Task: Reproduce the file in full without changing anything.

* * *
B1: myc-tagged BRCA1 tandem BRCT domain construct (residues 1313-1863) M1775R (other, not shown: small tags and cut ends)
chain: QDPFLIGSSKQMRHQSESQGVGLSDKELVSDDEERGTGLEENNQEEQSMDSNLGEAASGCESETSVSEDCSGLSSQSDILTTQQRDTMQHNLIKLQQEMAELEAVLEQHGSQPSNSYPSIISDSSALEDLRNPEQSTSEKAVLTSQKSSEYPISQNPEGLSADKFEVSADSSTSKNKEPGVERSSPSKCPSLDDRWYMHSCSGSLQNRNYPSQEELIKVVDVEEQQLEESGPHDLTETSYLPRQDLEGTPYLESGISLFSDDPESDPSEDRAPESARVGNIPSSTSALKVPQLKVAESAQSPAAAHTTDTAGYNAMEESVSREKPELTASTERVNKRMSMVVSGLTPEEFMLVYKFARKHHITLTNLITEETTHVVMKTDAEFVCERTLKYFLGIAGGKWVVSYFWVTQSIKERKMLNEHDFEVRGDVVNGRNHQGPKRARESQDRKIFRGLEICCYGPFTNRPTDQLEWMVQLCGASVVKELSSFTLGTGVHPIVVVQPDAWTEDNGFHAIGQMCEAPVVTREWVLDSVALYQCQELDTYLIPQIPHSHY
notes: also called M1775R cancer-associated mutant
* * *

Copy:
B1: myc-tagged BRCA1 tandem BRCT domain construct (residues 1313-1863) M1775R (other, not shown: small tags and cut ends)
chain: QDPFLIGSSKQMRHQSESQGVGLSDKELVSDDEERGTGLEENNQEEQSMDSNLGEAASGCESETSVSEDCSGLSSQSDILTTQQRDTMQHNLIKLQQEMAELEAVLEQHGSQPSNSYPSIISDSSALEDLRNPEQSTSEKAVLTSQKSSEYPISQNPEGLSADKFEVSADSSTSKNKEPGVERSSPSKCPSLDDRWYMHSCSGSLQNRNYPSQEELIKVVDVEEQQLEESGPHDLTETSYLPRQDLEGTPYLESGISLFSDDPESDPSEDRAPESARVGNIPSSTSALKVPQLKVAESAQSPAAAHTTDTAGYNAMEESVSREKPELTASTERVNKRMSMVVSGLTPEEFMLVYKFARKHHITLTNLITEETTHVVMKTDAEFVCERTLKYFLGIAGGKWVVSYFWVTQSIKERKMLNEHDFEVRGDVVNGRNHQGPKRARESQDRKIFRGLEICCYGPFTNRPTDQLEWMVQLCGASVVKELSSFTLGTGVHPIVVVQPDAWTEDNGFHAIGQMCEAPVVTREWVLDSVALYQCQELDTYLIPQIPHSHY
notes: also called M1775R cancer-associated mutant